I didn’t hit rock bottom, but I came pretty close.
My inbox is usually flooded with e-mails regarding new course information, scheduling details, and other announcements from various departments at U of T. As I was scrolling through my e-mails looking for anything important, I noticed I received an e-mail…
I took a course in creative writing some time ago, but something that my professor said on the last day of classes always stuck with me. She encouraged us to write in any form, whether it be fiction, non-fiction, poetry, or…
I know you just read that title and exclaimed, “Exams? Prep? Already?” But I checked my calendar and today is exactly three weeks until my first exam. Initially, I thought that sounded very far away from now as I still have final…
Now that the storm of mid-term season is done for me and the Fall Break is upon us, my mind turns to my neglected readings and upcoming essays. This year, I had the unfortunate luck of having a bunch of mid-terms one after another. By the end, I felt completely drained and ready for relaxation. But after a bit of relaxation time, I realized that I was two weeks behind on readings in all of my classes. Oops. In my majors of English and Book & Media Studies, I have a lot of readings that range from novels to textbooks. When I looked at everything I had missed out on over two weeks, I noticed that I was behind on over 500 pages of readings total (granted, that total included a 250 page novel). I’ve started the process of catching up on those readings and trust me, it’s important to do so. Every year, my profs have emphasized two key aspects to success: attending class and doing the readings. They know what they’re talking about, so take their advice! So far, I’ve learned a few things about this process.
If someone asked me the name of my favourite teacher from kindergarten to high school, it would be easy to answer. Personally, I have been to seven schools in five different countries, my experience varying from year to year due to the knowledge I learned throughout the years. The setting in which I learn and really does matter, and for this reason, my high school teachers and my new university professors are not the same. I believe that the main focus of high school teachers is to make sure that the student is learning, preparing them for their higher education. However, university professors are different, they are there to help me in different ways; in this new setting making sure that I am learning is my job. After all, I am an adult now, right?
I didn’t know if I was going to like tutorials when I came to U of T. I’ve been notoriously known for not participating in class and it was never for any reason except for the fact that I preferred to listen rather than input my thoughts. When I received those syllabi for the first time, my heart dropped. How could participation in tutorials be worth 15% of my final grade? I dreaded going to that first tutorial because I had so many questions. What was a tutorial? What was a TA? How would I participate? What if I said something ridiculous? Never fear, I have the answers here (Ha, I rhymed).
For Self-Care week, I want to share an experience that literally changed the course of my entire university career and perhaps, changed how I will live my life from now on.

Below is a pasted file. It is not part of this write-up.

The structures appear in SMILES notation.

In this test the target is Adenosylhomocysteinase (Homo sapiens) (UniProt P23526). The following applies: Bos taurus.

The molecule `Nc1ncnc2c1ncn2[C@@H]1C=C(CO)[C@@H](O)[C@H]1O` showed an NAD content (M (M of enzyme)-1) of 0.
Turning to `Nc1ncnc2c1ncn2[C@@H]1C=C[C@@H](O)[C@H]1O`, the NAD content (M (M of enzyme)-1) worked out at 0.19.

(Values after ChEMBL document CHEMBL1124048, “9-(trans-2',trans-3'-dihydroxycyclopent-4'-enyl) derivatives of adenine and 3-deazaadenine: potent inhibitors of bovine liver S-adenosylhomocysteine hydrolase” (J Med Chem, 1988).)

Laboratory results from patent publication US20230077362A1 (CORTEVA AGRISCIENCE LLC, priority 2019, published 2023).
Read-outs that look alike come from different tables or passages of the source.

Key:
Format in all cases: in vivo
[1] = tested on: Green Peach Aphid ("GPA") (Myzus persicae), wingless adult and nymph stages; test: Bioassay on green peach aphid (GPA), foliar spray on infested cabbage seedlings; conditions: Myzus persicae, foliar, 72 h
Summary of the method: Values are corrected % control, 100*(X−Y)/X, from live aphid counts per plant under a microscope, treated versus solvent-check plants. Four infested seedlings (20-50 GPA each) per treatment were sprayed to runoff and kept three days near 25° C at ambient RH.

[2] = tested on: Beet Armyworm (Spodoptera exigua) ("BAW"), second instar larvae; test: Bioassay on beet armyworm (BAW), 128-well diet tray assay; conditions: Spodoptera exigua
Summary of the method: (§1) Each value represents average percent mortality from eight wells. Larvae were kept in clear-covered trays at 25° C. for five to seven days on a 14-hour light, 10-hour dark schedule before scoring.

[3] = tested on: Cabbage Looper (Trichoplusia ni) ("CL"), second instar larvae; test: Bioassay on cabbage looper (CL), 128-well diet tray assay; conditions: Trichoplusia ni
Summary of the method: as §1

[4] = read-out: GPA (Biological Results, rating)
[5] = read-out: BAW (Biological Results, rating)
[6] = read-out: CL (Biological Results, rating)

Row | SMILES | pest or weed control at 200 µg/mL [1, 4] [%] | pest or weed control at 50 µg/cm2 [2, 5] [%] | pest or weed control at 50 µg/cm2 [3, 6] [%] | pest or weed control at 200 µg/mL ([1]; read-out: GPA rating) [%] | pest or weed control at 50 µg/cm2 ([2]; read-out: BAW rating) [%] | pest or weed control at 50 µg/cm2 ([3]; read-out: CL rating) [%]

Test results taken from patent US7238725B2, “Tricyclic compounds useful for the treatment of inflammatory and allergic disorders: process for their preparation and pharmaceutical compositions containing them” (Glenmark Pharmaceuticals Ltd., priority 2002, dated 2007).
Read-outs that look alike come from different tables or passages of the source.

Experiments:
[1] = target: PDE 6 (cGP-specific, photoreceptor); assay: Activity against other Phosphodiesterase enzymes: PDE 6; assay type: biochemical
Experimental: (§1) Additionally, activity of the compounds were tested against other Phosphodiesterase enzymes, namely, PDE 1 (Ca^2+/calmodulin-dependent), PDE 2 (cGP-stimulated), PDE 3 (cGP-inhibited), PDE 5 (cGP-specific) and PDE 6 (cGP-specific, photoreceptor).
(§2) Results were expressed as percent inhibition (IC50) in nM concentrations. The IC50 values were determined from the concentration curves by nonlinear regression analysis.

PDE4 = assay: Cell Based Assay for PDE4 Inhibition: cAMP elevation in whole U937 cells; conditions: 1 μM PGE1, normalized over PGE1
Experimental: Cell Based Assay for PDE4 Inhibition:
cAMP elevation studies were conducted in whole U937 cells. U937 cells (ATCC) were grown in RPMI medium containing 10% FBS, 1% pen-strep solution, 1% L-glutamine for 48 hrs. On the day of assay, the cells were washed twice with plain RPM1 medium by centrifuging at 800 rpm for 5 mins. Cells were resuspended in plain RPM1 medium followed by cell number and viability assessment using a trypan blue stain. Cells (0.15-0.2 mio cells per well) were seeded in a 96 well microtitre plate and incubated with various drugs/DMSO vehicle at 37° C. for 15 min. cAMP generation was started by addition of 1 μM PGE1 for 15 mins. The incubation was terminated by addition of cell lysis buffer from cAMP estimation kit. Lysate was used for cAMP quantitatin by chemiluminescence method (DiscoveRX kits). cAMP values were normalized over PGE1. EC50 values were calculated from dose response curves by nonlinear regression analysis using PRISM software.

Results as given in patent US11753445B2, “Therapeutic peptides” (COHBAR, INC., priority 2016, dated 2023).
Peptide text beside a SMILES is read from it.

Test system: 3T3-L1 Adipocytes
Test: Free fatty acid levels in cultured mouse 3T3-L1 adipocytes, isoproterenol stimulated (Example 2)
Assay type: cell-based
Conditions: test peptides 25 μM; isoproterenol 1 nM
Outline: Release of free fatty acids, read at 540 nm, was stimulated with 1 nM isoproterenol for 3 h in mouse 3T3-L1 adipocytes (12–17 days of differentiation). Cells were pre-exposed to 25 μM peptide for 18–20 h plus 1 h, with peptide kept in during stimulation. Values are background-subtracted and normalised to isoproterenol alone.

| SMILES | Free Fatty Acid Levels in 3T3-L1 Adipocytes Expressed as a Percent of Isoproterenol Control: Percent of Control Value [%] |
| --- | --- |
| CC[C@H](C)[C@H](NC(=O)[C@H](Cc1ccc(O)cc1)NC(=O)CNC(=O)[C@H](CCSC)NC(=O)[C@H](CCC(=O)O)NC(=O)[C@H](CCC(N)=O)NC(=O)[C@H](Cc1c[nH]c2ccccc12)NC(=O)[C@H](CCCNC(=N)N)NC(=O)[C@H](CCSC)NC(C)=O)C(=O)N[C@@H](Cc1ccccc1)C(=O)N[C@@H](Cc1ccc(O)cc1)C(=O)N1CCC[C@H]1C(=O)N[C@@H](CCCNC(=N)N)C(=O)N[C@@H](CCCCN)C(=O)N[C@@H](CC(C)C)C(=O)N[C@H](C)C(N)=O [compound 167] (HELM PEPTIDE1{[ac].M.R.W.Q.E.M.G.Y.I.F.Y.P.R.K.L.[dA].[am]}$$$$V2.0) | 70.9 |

Okay, yeah, I’m overly dramatic usually but I’m not exaggerating here, promise. Brace yourselves.
Hi, my name’s Liana and…I’m a member of the Procrastination Nation. It’s a magical nation where I go to avoid all of life’s responsibilities and PROCRASTINATE. I discovered the Procrastination Nation fatefully in the 9th grade when I said to a friend, “There’s a whole group of us that procrastinate. It’s like we’re in our own world,” and thus, the Procrastination Nation was born.
In all seriousness, it was just a silly term that I used to describe moments when I was procrastinating school work and was off to the “Procrastination Nation”, meaning that I would do anything to avoid actually working. But the funny thing is…I’m a “planned” procrastinator. I know what you’re thinking, “Liana, please stop throwing all these random, weird terms you’ve come up with at me.” Okay, okay, I promise I’m done. But really, I’m a planned procrastinator which means I actually PLAN when and how I’m going to procrastinate, instead of doing what I actually need to do.
A long time ago, back in grade 12 when I was young, impressionable and unburdened by readings on readings, I was deliberating between which university offers to accept. The websites, while useful in terms of information, were not very much help when I was trying to decide which university I would be happy at. Naturally, I decided to visit the campuses of the universities that had accepted me. While the story obviously ends with me choosing U of T, there were so many factors why I ultimately went with it. Sure, I loved the history and architecture and how U of T is both isolated from downtown Toronto yet just a quick 10 minute walk away from the core. However, what cinched it for me was something I’d like to call the ‘atmosphere of learning’ that was prevalent everywhere I visited – from the lecture halls to the greenspace to the lineup at Tim Hortons – there was an infectious hum in the air.
And every year after summer vacation ends and the first month flies by, I am always still in awe of that atmosphere.